Why You Can't Ignore Kanye

More GQ than gangsta, Kanye West is challenging the way rap thinks about race and class--and striking a chord with fans of all stripes

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That the "urban demographic" needs "superficialness" could be read as two euphemisms away from racism. But Dash, an African American who thinks exclusively in shades of green, is merely letting the world in on what's accepted as social fact by much of the record industry. Hip-hop was born in the '70s as party music and evolved in the '80s into that rarest of pleasures--socially relevant party music. But in the mid-'90s, the genre came to be dominated by people like Snoop Dogg (sample track: Murder Was the Case), the Notorious B.I.G. (Ten Crack Commandments) and Jay-Z (Rap Game/ Crack Game)--excellent rappers with a shrewd eye for journalistic detail but, to put it bluntly, ex--drug dealers. "Rap changed a lot in the last few years," notes comedian and hip-hop fan Chris Rock, who says he listens to The College Dropout while he writes jokes. "In the early days, the best rappers weren't necessarily from the hood. Run-D.M.C. was from Hollis [Queens, N.Y.]. Eric B and Rakim were from Long Island. They lived next to the hood."

When the hard stuff sold well (hard stuff, in any medium, always does), the record labels, never bastions of original thought, asked for more. Soon rappers who had never got a speeding ticket were referring to themselves as pimps and hustlas, and what had started as ghetto reporting with a touch of caricature metastasized into caricature with no tether to reality. The result was a torrent of albums about the joys of acquisitiveness (bling, if you must), consequence-free violence and compliant women.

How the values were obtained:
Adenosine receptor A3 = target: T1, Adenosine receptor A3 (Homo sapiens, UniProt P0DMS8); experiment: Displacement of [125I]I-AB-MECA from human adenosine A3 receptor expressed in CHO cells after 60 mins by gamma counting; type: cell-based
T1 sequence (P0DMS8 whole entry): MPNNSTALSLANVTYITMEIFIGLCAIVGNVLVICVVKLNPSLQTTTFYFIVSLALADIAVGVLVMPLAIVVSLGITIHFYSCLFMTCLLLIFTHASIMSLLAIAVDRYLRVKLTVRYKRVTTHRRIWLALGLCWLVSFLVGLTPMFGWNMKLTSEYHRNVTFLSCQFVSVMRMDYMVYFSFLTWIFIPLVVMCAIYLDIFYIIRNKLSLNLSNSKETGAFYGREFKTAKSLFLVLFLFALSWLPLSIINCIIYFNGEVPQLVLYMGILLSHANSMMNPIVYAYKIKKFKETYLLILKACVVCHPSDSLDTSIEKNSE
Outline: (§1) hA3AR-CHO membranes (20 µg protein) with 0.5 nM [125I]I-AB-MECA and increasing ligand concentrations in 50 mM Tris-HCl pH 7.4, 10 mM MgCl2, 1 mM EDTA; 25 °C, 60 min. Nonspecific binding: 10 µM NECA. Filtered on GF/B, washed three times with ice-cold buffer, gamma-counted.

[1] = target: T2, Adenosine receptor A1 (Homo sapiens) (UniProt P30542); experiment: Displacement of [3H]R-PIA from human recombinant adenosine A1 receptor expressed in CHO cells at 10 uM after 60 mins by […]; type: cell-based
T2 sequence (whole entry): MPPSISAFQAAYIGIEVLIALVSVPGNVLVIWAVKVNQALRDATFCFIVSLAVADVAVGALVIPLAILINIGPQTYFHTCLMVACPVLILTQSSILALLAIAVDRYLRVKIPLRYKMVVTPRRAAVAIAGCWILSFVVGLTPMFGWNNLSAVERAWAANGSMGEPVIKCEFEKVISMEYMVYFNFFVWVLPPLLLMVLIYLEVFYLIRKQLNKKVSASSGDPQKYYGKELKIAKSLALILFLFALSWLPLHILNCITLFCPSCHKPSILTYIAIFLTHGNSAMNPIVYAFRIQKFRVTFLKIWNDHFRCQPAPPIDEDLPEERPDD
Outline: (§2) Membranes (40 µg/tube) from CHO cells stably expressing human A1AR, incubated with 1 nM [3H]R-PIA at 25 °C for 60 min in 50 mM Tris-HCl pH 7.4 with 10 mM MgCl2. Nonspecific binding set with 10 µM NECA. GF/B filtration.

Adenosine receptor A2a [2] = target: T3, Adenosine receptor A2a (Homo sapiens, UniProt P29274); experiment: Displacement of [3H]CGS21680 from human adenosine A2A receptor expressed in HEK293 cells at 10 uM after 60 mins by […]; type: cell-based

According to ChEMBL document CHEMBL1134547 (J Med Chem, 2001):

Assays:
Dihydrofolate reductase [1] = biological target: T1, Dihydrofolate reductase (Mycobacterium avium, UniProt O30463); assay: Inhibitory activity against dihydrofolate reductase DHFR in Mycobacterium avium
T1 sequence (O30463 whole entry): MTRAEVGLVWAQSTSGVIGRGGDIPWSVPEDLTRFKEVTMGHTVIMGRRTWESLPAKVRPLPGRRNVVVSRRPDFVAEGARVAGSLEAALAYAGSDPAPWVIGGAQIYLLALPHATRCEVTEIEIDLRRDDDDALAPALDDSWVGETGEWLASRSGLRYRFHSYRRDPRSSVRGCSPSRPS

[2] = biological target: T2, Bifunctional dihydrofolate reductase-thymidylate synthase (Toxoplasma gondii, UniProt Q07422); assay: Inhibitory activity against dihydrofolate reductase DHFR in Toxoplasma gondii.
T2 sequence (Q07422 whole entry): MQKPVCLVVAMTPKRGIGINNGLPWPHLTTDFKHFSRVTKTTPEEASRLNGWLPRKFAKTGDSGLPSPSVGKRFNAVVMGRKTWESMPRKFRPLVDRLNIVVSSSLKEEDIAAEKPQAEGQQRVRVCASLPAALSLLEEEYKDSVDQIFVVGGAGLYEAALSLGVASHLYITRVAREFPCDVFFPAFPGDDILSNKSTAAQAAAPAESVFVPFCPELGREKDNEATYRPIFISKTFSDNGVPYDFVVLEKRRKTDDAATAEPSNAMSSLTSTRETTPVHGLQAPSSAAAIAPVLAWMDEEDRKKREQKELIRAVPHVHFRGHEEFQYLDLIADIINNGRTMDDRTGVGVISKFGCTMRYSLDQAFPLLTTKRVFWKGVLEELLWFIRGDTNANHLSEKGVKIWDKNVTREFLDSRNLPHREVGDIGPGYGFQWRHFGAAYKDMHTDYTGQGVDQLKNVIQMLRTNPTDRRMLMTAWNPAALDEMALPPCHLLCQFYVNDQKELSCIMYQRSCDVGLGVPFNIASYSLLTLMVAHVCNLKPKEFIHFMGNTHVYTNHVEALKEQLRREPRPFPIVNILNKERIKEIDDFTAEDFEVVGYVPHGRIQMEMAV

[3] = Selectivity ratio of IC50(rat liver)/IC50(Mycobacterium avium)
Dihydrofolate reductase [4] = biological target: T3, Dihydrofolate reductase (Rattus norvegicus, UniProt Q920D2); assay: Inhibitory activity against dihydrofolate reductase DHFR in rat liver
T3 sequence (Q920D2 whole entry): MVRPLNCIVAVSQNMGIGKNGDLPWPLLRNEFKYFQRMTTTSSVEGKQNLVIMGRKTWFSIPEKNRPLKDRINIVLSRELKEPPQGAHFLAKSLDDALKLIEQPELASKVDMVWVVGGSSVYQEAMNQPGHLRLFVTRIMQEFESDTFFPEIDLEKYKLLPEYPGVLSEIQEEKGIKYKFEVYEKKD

All that was complicated by--and you had to know it was coming--race. Statistics consistently show that 70% of hip-hop is consumed by young white audiences, but a century of anecdotal evidence is similarly irrefutable: white kids think it's cool to be black, which means the other 30% sets the trends and runs the show. With the market mired in thuggery, African-American consumers' could choose to: a) propagate a nasty stereotype of themselves for white kids to pin their libidinous fantasies on; b) not care; c) start patronizing the danger-free, supernice, superboring rappers at the liberal humanist fringe; or d) give up.

"I stopped listening to hip-hop 10 years ago," says Darryl McDaniels, the D.M.C. in Run-D.M.C. McDaniels points out that Run-D.M.C. rhymed about everything from materialism (My Adidas) and higher education ("I'm D.M.C. in the place to be/ I go to St. John's University") to Santa Claus (Christmas in Hollis). "We weren't choirboys, but we had multiple points of view. This past decade it seems like hip-hop has mostly been about parties and guns and women. That's fine if you're in a club, but from 9 a.m. till I went to bed at night, the music had nothing to say to me. So I listened to classic rock." What brought McDaniels back from his diet of John Mellencamp and Bob Seger was Jesus Walks. "When I heard it, I just stopped in my tracks," says McDaniels. "I thought, 'This song is about everything! This feels alive!'"

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